Stats on Women in 2015 Ohio Legislature, U.S. Congress (Preview: LOW)

This is the one I cannot get over: Just 22 out of 246. Less than one in ten – less than one in ten. That’s what the U.S. House majority party has for women in its delegation. This is how you end up with an all-male set of U.S. House committee chairs getting recommended. (On the U.S. Senate side, there are six women in the Republican majority of 54 – so just over one in ten, woohoo.) As the Center for American Women in Politics (CAWP) says, this past election was not a landmark, even with some notable firsts.

Of course, this does plump up the proportion of women in the Democratic delegation – 62 women in the 188-member House delegation (about 33%), and 14 out of 44 in the U.S. Senate team (32%). But it’s hardly a cause for celebration as the overall proportion (104 out of 535) hovers at 19% – less than two of every ten members of the U.S. Congress are women. In 2015.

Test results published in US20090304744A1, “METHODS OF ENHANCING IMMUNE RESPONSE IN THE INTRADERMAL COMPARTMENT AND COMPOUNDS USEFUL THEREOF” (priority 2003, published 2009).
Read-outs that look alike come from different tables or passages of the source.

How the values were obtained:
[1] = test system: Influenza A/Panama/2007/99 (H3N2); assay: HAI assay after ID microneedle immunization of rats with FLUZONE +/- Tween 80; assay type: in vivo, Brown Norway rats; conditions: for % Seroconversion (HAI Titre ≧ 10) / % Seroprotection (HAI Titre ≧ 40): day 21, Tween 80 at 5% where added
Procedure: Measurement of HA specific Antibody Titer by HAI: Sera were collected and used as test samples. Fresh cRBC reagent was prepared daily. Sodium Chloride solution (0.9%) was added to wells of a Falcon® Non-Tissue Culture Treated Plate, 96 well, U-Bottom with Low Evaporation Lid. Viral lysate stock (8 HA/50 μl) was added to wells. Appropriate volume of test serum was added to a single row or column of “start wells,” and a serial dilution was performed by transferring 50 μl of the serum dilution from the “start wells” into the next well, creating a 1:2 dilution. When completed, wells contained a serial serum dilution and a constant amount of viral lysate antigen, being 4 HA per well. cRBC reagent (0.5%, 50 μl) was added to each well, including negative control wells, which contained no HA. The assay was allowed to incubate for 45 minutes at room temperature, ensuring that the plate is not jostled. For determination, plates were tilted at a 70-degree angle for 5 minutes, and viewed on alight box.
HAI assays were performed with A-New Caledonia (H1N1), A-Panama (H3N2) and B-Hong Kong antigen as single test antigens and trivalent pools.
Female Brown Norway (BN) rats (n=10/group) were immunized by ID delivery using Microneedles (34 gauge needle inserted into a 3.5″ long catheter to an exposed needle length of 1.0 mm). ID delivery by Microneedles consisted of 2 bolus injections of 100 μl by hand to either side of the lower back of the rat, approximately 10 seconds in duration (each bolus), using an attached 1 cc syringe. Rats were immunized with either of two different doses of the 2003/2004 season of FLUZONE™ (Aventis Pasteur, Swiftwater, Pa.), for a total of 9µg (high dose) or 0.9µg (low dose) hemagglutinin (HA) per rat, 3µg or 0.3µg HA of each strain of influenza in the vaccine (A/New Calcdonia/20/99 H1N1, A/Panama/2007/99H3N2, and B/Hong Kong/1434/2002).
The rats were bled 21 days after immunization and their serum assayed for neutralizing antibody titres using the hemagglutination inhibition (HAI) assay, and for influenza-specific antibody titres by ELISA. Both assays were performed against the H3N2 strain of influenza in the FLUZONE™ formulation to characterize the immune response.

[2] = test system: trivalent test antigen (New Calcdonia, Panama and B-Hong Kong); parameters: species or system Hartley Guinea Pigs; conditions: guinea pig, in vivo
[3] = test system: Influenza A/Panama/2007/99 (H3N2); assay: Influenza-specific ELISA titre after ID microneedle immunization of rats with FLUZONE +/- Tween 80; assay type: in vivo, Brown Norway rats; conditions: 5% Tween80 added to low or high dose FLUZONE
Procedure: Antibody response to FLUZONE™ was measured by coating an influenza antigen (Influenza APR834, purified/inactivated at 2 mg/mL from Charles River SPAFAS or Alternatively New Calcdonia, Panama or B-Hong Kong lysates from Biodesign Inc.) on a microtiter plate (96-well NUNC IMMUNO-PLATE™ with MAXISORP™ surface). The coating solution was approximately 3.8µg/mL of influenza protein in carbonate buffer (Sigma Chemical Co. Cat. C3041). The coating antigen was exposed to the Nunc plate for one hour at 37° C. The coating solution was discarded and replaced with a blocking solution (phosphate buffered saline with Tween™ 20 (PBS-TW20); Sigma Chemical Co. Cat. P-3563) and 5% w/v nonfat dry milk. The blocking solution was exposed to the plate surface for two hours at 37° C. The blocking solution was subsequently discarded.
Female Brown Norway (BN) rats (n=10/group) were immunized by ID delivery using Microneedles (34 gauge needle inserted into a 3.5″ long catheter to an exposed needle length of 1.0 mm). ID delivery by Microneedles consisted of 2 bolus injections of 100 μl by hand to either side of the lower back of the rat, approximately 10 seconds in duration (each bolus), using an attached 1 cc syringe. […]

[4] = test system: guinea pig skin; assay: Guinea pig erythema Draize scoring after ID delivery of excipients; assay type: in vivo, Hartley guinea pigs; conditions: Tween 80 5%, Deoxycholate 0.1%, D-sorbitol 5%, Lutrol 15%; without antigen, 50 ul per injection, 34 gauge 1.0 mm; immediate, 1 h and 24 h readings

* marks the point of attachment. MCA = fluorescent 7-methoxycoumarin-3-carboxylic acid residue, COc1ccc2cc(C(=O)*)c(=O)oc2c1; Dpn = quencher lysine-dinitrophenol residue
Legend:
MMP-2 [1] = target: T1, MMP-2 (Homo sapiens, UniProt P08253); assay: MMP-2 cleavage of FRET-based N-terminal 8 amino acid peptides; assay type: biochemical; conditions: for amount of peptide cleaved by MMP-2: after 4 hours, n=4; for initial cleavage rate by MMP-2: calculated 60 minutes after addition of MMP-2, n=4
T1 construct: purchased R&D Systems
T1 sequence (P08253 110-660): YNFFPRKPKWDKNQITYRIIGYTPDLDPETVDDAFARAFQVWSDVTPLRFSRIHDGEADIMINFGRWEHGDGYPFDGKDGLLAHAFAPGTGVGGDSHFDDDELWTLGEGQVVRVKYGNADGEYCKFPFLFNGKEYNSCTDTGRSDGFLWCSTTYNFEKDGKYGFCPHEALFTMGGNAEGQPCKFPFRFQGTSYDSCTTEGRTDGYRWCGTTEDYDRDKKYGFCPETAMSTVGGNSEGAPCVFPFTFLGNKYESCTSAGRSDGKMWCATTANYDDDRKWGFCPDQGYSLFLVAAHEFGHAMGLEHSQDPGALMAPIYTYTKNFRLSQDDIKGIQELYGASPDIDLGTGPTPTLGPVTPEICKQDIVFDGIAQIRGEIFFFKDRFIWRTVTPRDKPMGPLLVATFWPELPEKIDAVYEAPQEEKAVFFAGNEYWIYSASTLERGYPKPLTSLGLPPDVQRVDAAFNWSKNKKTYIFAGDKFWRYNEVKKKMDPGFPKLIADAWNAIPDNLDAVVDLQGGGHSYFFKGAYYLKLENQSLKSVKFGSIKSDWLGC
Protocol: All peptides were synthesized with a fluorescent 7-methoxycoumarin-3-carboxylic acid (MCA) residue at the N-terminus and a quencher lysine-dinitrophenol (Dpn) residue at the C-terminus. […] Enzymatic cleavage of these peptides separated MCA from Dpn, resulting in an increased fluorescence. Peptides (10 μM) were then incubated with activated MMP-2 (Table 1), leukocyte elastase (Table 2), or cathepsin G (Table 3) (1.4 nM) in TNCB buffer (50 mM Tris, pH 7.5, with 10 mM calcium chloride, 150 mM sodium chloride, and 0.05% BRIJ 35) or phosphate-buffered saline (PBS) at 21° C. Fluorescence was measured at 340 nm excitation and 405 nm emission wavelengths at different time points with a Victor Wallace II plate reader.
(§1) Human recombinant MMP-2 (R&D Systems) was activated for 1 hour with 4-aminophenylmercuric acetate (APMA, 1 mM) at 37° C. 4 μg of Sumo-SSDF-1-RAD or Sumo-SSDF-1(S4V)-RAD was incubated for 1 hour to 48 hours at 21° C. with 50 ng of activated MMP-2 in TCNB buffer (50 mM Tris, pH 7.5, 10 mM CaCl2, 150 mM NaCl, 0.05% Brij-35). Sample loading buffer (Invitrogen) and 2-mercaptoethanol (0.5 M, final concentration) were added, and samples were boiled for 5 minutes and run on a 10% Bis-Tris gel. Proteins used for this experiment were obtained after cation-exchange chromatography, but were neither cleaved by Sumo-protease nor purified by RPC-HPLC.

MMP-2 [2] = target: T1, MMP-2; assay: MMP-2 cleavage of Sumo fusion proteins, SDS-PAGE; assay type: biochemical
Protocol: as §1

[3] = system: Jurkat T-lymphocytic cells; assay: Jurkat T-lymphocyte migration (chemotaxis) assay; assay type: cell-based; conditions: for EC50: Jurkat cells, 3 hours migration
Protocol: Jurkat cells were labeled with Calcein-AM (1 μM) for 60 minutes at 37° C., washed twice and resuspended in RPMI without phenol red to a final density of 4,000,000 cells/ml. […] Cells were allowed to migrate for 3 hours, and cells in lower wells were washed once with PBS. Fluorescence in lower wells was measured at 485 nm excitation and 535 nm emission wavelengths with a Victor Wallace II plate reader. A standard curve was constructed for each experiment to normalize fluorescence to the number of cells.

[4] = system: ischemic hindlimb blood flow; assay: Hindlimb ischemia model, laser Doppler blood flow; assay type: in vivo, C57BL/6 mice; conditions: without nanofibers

Think on that for a while.

As for the whole bench-building thing when it comes to gender, I don’t know what pipeline they think they’re building to the bench, but I don’t see it – and it’s not in much evidence in the state mansions or statehouses either.

Governors? Five out of 50. State legislatures? No change from 2014, standing at 24.2% (1784 seats out of 7383 seats). Also abysmal. In Ohio, 26 (13R, 13D) of 99 House seats and just 7 (3R, 4D) out of 33 in the Senate for a whopping 25% (33 out of 132).

What can be done about this? For one thing, find, support or run as a candidate for local office in 2015 and for the statehouse in 2016. The Cuyahoga County Board of Elections has the 2015 list of candidates and election calendars up already.

March 8, 2016? An eye blink away.

2 thoughts on “Stats on Women in 2015 Ohio Legislature, U.S. Congress (Preview: LOW)

  1. Interesting, though, that the Ohio Republicans and Democrats are about equally good (or bad) on this issue in terms of numbers you cite above. Thanks for breaking it all down.

    • I hear you. The best thing I can say as a Democrat is that our proportion is higher, given the size of the delegation. So in the House, out of 34, we have 13 (so 38%), and in the Senate, out of 10, we have 4 for 40%. That’s actually quite good – nearly 40% of the Democratic caucus in the Ohio legislature is female, whereas only 20% of the Republican’s huge 65 member House caucus is female, and just 13% (3 out of 23!) of its veto-proof majority in the Senate is female. Ouch.

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